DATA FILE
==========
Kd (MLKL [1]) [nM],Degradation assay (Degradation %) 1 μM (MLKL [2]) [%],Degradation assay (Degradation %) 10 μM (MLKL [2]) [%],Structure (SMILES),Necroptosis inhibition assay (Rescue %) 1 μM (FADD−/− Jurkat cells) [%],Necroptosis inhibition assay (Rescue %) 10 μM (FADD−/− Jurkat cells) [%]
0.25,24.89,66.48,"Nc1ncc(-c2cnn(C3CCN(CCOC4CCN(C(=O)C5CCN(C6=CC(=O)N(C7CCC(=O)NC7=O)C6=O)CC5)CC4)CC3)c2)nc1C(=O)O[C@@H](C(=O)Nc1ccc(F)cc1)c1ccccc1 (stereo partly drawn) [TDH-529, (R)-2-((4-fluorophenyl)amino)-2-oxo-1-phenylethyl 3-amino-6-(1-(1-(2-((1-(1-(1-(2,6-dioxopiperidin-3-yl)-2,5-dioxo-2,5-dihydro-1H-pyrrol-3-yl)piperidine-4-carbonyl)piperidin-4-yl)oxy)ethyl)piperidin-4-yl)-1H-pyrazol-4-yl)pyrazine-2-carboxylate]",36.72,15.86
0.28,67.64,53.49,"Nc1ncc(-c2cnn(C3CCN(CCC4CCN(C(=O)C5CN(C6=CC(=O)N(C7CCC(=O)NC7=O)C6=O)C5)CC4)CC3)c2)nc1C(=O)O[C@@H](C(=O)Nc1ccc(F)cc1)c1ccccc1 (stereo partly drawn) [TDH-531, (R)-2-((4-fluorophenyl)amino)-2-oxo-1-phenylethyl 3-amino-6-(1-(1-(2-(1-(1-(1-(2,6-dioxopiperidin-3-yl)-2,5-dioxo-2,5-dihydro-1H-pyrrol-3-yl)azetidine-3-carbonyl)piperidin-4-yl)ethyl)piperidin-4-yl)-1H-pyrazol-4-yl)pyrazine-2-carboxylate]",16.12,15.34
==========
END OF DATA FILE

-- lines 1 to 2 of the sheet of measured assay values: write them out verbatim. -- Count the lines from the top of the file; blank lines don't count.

Kd (MLKL [1]) [nM],Degradation assay (Degradation %) 1 μM (MLKL [2]) [%],Degradation assay (Degradation %) 10 μM (MLKL [2]) [%],Structure (SMILES),Necroptosis inhibition assay (Rescue %) 1 μM (FADD−/− Jurkat cells) [%],Necroptosis inhibition assay (Rescue %) 10 μM (FADD−/− Jurkat cells) [%]
0.25,24.89,66.48,"Nc1ncc(-c2cnn(C3CCN(CCOC4CCN(C(=O)C5CCN(C6=CC(=O)N(C7CCC(=O)NC7=O)C6=O)CC5)CC4)CC3)c2)nc1C(=O)O[C@@H](C(=O)Nc1ccc(F)cc1)c1ccccc1 (stereo partly drawn) [TDH-529, (R)-2-((4-fluorophenyl)amino)-2-oxo-1-phenylethyl 3-amino-6-(1-(1-(2-((1-(1-(1-(2,6-dioxopiperidin-3-yl)-2,5-dioxo-2,5-dihydro-1H-pyrrol-3-yl)piperidine-4-carbonyl)piperidin-4-yl)oxy)ethyl)piperidin-4-yl)-1H-pyrazol-4-yl)pyrazine-2-carboxylate]",36.72,15.86